Scientists from Queen Mary University of London have developed a robot to perform stand-up comedy to test what makes audiences laugh.
14 August 2013
On the eve of the Edinburgh fringe festival, the life-size robot called RoboThespian built by Engineered Arts performed two gigs alongside comedians Andrew O’Neill and Tiernan Douieb at the Barbican Centre last week.
Researchers from Queen Mary’s Cognitive Science Research Group analysed the robot against its human competition for the way it interacted with the audience and made them laugh.
The performance was a live experiment to test how different gestures, timings and movement affect the responses to a joke. The researchers wanted to understand whether the robot can sense the audience’s response and react appropriately or if it could 'work the audience' as well as a human comedian.
Programmed by PhD student Kleomenis Katevas, the robot performed the same routine written by stand-up comic Tiernan Douieb with slight variations.
Kleomenis says: “We used computer vision and audio processing software to detect the response of each audience member simultaneously– something a human comic cannot do. The machine used this information to determine who to look at and which gestures to use.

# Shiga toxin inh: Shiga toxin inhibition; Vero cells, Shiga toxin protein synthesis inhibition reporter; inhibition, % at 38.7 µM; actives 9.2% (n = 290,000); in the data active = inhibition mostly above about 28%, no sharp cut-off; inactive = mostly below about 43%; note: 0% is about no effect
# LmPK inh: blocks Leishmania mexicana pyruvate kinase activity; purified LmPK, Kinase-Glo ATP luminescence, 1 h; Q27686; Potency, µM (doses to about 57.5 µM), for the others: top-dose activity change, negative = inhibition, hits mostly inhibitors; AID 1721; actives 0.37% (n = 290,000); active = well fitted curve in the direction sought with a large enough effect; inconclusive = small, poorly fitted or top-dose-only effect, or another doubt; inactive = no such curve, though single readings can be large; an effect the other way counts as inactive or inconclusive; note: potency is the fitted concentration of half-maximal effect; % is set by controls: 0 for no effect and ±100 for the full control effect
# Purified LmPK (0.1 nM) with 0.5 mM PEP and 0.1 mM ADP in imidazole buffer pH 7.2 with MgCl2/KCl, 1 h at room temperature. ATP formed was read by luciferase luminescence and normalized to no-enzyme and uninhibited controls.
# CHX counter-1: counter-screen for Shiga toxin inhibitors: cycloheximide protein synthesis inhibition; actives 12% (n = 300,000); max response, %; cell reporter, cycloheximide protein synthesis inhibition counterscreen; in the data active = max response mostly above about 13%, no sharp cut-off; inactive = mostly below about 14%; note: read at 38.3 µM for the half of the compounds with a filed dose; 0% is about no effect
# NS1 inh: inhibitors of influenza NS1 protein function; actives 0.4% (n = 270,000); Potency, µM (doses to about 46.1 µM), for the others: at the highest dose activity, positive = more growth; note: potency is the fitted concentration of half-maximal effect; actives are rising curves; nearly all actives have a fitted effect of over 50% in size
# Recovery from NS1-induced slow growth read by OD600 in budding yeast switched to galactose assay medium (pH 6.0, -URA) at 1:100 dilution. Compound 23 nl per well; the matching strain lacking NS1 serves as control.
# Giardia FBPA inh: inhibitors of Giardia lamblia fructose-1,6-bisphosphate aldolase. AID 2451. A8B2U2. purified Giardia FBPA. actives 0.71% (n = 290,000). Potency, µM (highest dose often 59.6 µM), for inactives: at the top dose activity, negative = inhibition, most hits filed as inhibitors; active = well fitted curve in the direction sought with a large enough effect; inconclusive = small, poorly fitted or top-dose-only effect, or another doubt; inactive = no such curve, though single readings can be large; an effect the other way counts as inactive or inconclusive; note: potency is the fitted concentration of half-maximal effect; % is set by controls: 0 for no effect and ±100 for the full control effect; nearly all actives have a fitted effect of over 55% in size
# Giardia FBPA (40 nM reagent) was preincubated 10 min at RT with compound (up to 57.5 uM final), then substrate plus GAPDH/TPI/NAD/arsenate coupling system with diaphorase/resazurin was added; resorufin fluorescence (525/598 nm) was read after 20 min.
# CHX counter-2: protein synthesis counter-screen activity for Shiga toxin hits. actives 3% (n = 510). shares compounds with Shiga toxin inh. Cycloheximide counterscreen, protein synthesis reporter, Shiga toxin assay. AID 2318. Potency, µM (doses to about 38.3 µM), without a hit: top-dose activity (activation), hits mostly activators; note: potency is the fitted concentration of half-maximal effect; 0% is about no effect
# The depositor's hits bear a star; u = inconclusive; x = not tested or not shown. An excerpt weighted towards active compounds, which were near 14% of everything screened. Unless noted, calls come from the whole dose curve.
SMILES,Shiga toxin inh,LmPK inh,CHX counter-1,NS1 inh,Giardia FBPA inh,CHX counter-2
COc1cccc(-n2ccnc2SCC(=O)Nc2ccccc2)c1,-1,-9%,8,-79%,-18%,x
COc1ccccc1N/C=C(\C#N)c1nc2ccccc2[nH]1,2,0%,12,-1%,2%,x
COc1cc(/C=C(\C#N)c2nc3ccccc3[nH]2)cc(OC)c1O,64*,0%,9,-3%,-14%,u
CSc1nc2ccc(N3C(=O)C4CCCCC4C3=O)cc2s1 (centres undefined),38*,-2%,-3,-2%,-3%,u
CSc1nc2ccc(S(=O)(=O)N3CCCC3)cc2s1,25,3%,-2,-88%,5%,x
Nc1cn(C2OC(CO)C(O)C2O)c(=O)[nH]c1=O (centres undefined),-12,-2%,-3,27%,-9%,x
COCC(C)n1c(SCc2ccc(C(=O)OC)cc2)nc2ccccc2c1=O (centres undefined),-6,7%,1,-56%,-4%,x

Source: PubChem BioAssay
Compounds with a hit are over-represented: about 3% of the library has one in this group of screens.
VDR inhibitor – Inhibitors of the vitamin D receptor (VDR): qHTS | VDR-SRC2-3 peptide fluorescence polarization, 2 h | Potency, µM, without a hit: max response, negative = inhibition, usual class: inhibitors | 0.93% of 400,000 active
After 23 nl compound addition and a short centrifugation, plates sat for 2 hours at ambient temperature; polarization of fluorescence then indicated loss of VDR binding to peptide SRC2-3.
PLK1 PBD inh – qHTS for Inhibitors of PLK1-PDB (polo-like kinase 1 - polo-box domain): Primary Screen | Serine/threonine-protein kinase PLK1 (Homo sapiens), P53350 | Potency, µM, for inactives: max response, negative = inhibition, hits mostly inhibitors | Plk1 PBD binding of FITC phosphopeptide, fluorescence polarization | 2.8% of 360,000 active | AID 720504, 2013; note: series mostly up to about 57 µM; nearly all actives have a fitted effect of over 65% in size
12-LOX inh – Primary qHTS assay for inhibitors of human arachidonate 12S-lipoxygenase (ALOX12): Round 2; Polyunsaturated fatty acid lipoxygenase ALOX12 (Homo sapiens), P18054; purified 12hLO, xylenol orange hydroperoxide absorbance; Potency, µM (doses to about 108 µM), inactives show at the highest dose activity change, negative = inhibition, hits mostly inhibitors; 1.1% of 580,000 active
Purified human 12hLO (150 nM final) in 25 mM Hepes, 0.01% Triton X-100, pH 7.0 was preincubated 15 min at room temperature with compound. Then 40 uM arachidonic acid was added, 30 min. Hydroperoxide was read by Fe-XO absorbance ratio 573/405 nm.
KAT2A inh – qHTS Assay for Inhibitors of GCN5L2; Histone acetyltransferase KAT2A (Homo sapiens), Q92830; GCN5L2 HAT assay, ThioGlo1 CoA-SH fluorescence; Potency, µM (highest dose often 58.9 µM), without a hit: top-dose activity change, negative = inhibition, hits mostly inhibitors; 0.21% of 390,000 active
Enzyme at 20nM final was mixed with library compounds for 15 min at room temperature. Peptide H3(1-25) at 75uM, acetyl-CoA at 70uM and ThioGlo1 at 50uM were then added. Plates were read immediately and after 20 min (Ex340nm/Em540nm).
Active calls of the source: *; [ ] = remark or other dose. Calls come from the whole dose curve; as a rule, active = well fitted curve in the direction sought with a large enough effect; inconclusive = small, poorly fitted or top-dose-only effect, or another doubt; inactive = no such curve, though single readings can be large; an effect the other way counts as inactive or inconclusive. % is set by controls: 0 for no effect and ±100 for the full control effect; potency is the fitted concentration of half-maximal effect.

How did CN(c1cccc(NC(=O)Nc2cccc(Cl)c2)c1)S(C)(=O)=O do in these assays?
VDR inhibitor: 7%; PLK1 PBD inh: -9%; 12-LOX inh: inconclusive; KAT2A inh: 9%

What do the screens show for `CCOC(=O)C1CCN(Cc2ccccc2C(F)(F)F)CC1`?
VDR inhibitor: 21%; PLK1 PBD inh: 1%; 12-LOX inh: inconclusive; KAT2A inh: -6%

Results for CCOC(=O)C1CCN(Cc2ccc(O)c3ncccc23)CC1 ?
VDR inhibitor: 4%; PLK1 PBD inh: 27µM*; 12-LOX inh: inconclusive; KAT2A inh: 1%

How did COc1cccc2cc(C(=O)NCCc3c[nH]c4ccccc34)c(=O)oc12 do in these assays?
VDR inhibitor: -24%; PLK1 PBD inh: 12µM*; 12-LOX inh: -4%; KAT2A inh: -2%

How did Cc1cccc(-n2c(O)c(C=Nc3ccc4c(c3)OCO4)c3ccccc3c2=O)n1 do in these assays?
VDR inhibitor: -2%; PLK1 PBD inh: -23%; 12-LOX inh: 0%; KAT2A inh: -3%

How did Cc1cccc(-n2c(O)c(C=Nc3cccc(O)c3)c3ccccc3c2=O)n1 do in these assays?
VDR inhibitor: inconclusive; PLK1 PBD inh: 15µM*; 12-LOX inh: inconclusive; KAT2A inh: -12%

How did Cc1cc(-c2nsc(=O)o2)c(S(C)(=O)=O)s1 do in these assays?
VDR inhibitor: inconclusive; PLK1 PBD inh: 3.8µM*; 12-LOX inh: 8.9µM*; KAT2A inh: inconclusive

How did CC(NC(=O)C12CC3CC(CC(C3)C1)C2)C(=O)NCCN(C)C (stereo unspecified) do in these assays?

“We still have to analyse the performance but it’s clear already that even relatively small changes in the timing of delivery make a big difference to audience response.”
Watch RoboThespian in action
The research is part of work on audience interaction being pioneered by researchers at Queen Mary’s Cognitive Science Group, part of the School of Electronic Engineering and Computer Science, who are looking at the ways in which performers and audiences interact with each other, and how this affects the nature of live experiences.
Professor Pat Healey, leader of the Cognitive Science Research Group, said: “We have studied audiences at festivals, street performance and more recently stand-up comedy. Using robots allows us to experiment with how stand-up comedians deliver their jokes and test their effects on audience responses.
“Although a lot of previous work has focused on performers, we are more interested in audiences, what they contribute to the live experience and ultimately how humans interact with each other in large groups. This research will help us design more compelling live experiences and make technologies such as robots more entertaining and engaging.”
The free gigs were a collaboration between Queen Mary, RoboThespian's creators Engineered Arts, and launched Hack The Barbican, London’s biggest ever experiment in cross-disciplinary collaboration taking place in the Barbican Centre this month.
For media information, contact:Mark Fuller